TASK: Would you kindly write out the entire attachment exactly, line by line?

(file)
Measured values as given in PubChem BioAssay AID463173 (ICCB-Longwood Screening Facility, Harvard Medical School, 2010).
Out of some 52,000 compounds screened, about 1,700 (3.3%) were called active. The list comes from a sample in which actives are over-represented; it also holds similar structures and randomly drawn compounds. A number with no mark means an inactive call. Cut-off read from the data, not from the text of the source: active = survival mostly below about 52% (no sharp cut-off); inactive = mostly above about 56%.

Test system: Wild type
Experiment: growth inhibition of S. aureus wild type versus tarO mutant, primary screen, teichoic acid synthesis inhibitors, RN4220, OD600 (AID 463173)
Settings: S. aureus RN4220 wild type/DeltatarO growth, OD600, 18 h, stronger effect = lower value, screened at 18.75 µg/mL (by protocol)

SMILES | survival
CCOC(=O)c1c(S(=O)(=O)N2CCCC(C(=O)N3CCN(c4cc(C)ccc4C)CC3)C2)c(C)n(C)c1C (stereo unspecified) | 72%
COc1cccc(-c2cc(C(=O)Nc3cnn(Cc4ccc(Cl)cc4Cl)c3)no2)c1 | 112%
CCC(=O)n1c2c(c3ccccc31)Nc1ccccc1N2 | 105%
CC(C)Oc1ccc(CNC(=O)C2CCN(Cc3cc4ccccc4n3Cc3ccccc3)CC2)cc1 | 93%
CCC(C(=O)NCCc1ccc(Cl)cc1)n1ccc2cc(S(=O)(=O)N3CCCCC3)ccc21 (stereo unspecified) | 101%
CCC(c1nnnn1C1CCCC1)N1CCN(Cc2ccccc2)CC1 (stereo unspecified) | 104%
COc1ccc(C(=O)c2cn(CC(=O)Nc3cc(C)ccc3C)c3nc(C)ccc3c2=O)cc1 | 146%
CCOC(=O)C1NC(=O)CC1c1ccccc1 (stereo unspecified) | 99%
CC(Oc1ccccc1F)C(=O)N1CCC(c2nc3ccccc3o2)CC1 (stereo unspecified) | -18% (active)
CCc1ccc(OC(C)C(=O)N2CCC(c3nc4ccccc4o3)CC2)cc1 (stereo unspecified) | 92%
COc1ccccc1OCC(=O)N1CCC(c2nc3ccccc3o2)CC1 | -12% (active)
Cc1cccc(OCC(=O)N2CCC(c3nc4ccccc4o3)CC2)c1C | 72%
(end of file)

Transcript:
Measured values as given in PubChem BioAssay AID463173 (ICCB-Longwood Screening Facility, Harvard Medical School, 2010).
Out of some 52,000 compounds screened, about 1,700 (3.3%) were called active. The list comes from a sample in which actives are over-represented; it also holds similar structures and randomly drawn compounds. A number with no mark means an inactive call. Cut-off read from the data, not from the text of the source: active = survival mostly below about 52% (no sharp cut-off); inactive = mostly above about 56%.

Test system: Wild type
Experiment: growth inhibition of S. aureus wild type versus tarO mutant, primary screen, teichoic acid synthesis inhibitors, RN4220, OD600 (AID 463173)
Settings: S. aureus RN4220 wild type/DeltatarO growth, OD600, 18 h, stronger effect = lower value, screened at 18.75 µg/mL (by protocol)

SMILES | survival
CCOC(=O)c1c(S(=O)(=O)N2CCCC(C(=O)N3CCN(c4cc(C)ccc4C)CC3)C2)c(C)n(C)c1C (stereo unspecified) | 72%
COc1cccc(-c2cc(C(=O)Nc3cnn(Cc4ccc(Cl)cc4Cl)c3)no2)c1 | 112%
CCC(=O)n1c2c(c3ccccc31)Nc1ccccc1N2 | 105%
CC(C)Oc1ccc(CNC(=O)C2CCN(Cc3cc4ccccc4n3Cc3ccccc3)CC2)cc1 | 93%
CCC(C(=O)NCCc1ccc(Cl)cc1)n1ccc2cc(S(=O)(=O)N3CCCCC3)ccc21 (stereo unspecified) | 101%
CCC(c1nnnn1C1CCCC1)N1CCN(Cc2ccccc2)CC1 (stereo unspecified) | 104%
COc1ccc(C(=O)c2cn(CC(=O)Nc3cc(C)ccc3C)c3nc(C)ccc3c2=O)cc1 | 146%
CCOC(=O)C1NC(=O)CC1c1ccccc1 (stereo unspecified) | 99%
CC(Oc1ccccc1F)C(=O)N1CCC(c2nc3ccccc3o2)CC1 (stereo unspecified) | -18% (active)
CCc1ccc(OC(C)C(=O)N2CCC(c3nc4ccccc4o3)CC2)cc1 (stereo unspecified) | 92%
COc1ccccc1OCC(=O)N1CCC(c2nc3ccccc3o2)CC1 | -12% (active)
Cc1cccc(OCC(=O)N2CCC(c3nc4ccccc4o3)CC2)c1C | 72%